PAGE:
Traditional rulers worst hit by Boko Haram – Sultan 

Sultan of Sokoto, Muhammad Sa’ad Abubakar, has lamented that the traditional institutions especially in Northern Nigeria are the worst casualties of the activities of the Islamic militants, Boko Haram.

Sultan, who is the chairman of Nigeria Supreme Council of Islamic Affairs (NSCIA) said this while delivering a lecture to the Executive Intelligence Management Course (EIMC) 10, at the Department of State Services (DSS) Institute for Security Studies (ISS) Thursday in Abuja.

Speaking on the topic titled “the role of traditional institution in national security management: lessons from the Boko “, the Sultan said that Boko Haram is a product of failed education, failed economy and moral values.

Chronicling incidences of attempts on the lives of traditional rulers by the insurgents, he said: “In the last few years, the Boko Haram insurgency had tasked both the modern and traditional governance institutions.

“While the modern governance institutions have the resources, the constitutional authority and coercive instruments of state, the traditional institutions have relied largely on its moral authority and have by and large remained with the people through thick and thin.

“The Boko Haram attack on these traditional institutions which we are very much aware of, is to ensure a measure of their perception of the importance of these institutions in the supply of intelligence and persuading public opinion.

“We are all aware that some of the traditional rulers attacked by Boko Haram. Late Ado Bayero was targeted many times, Emir Sanusi was attacked in the Mosque in Kano by Boko Haram not knowing that he was not there. It is right to say that the traditional institutions are the biggest casualty of the Boko Haram insurgency, he quipped.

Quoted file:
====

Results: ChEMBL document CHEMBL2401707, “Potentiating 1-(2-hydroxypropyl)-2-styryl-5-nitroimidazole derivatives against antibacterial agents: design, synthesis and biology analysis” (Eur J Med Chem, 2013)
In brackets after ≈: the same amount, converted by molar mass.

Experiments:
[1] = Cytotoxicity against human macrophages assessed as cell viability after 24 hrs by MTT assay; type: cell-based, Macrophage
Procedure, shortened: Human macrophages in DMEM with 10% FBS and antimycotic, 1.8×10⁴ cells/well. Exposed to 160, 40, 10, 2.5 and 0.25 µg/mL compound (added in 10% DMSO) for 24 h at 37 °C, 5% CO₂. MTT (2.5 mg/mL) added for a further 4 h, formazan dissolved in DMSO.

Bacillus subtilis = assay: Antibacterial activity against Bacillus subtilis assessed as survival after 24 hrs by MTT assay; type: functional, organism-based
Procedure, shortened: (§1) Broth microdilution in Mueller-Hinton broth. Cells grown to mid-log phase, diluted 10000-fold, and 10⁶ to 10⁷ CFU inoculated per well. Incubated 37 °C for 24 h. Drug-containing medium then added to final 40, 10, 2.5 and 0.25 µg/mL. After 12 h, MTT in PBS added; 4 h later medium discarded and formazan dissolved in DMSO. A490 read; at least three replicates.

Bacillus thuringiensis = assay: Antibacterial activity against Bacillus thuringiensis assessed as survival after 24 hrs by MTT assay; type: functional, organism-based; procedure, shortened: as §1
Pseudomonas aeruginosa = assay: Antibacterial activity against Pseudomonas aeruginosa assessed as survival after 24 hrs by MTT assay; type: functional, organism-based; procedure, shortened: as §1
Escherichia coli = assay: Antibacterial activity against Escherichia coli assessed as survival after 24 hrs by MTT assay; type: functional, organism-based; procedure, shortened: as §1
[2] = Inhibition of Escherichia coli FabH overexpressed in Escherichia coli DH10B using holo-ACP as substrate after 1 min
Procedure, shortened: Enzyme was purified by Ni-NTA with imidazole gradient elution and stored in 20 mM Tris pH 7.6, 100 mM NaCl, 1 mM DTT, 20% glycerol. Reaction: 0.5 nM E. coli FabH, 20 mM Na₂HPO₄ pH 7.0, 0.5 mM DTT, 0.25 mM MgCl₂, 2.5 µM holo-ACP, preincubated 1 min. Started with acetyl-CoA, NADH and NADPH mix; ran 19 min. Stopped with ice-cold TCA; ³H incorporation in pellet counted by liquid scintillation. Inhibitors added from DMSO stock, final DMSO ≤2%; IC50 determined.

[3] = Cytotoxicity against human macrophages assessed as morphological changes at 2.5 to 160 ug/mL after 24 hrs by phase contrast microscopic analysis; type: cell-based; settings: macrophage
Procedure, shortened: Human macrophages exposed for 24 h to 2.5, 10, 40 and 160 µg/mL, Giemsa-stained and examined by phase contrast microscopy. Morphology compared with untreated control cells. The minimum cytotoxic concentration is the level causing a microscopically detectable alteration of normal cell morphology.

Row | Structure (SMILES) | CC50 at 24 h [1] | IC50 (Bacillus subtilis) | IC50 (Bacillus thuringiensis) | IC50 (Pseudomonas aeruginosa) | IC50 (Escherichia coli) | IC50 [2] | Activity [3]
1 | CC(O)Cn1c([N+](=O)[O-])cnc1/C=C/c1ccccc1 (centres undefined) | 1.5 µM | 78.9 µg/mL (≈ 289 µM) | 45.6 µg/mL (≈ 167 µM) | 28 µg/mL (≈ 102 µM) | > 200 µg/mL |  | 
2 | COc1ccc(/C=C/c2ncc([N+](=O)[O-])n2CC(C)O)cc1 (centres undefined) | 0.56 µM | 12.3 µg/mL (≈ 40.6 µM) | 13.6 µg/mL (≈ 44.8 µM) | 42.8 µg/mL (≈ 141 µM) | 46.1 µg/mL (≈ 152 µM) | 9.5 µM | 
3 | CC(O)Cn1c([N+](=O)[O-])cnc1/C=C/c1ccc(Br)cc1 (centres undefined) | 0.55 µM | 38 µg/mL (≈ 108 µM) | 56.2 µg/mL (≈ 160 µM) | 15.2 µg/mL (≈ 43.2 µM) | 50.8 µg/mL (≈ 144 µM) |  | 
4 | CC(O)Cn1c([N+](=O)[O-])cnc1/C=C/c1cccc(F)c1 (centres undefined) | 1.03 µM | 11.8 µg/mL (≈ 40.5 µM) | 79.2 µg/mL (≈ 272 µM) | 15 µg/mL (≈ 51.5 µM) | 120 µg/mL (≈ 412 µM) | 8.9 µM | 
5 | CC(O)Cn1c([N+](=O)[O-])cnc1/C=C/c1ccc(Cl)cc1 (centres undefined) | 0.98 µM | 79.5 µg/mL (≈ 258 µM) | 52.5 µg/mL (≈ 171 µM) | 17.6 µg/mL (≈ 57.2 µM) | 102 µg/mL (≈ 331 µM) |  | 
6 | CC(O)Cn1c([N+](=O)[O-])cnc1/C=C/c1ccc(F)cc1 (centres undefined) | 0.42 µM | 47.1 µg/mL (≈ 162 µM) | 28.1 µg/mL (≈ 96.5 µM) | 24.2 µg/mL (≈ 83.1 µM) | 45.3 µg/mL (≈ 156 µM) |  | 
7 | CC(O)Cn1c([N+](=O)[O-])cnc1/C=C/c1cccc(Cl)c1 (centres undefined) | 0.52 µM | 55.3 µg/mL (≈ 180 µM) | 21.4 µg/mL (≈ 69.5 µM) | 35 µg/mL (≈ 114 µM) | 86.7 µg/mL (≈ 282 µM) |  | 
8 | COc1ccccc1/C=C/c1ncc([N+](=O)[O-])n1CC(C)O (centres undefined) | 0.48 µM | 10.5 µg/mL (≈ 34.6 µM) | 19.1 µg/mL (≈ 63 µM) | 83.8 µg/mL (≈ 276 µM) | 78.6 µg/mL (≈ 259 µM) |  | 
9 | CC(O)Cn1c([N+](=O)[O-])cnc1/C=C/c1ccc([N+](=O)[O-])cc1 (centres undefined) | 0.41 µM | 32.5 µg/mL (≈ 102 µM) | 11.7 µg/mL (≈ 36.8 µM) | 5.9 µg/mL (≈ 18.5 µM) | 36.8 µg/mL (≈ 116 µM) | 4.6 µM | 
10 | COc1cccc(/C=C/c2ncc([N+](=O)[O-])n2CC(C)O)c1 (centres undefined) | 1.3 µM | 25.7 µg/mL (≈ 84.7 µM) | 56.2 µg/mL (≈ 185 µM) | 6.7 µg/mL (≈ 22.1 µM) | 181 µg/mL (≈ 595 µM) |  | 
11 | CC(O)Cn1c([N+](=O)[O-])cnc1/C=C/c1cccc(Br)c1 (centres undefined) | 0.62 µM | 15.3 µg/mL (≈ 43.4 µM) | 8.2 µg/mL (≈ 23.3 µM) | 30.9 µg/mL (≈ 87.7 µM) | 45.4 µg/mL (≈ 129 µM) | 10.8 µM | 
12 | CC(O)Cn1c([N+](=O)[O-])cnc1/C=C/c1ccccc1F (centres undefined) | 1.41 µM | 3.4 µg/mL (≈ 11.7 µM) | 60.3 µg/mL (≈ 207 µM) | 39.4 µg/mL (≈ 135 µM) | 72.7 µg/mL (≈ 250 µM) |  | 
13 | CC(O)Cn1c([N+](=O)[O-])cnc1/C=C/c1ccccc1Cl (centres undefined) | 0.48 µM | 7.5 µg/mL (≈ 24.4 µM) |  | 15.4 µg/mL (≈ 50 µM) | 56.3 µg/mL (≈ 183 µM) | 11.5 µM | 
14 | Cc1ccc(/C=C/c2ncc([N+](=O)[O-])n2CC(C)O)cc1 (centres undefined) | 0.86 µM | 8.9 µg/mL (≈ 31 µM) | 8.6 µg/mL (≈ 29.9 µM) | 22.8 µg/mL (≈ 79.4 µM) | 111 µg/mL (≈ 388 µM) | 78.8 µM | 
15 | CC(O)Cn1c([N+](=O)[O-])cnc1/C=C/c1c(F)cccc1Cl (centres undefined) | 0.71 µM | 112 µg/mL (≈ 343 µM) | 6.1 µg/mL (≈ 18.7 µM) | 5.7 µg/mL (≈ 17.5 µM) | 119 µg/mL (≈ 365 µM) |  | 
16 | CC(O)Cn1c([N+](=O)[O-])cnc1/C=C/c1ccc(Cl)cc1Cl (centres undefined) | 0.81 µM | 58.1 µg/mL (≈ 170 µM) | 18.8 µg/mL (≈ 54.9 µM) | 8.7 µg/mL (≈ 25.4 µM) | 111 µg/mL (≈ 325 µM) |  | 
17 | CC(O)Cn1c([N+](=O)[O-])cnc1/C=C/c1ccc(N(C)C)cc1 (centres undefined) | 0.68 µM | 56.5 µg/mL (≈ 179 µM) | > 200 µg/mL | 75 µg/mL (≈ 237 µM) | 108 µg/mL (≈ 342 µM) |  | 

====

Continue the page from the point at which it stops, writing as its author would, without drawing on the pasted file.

Speaking further, the Sultan said: “This moral authority provides one of the most potent pillars of the security of society, not only by preserving order in society but also by giving hope to the wider society in times of crisis. The trust that exists between the wider society and the traditional leadership is a great asset that can be leveraged to secure society.

“Today such assets, moral capital and trust are called soft power and are found to be far more effective that conventional legislation or even the coercive instruments of state.

“The lessons of the Boko Haram insurgency are many and still unfolding but three are fairly obvious and could be discussed. It is now widely agreed that the Boko Haram is a product of three major failures, the failure of the economy, the failure of education and the failure of values and morals.

“In all these three areas, the traditional institutions are some of the greatest stakeholders and occupy the centre stage in supervising the wider society along these important trajectories.
“The Boko Haram attack on these traditional institutions is in itself a measure of Boko Haram perception of the importance of these institutions in the supply of intelligence and persuading public opinion.

“As we reflect on the lessons of the the Boko Haram and prepare to avoid any such tragedy we need to understand that these three areas are important pillars of state security for without a good political economy, a proper and balanced education and value Nd morals, no society can be secure.

“The remedy for these security breaches in future therefore is precisely to retrace our steps back and revisit our economy in a way that gives succour to the grassroots where the traditional institutions are located for indeed that is the real test of a successful economy.

“Similarly, in providing education, especially correct religious education; it is the responsibility of the religious institutions, which are directly supervised by the traditional institutions. In matters related to societal, traditional and moral values, even the more so, this is almost the exclusive niche of the traditional institutions,” he said.

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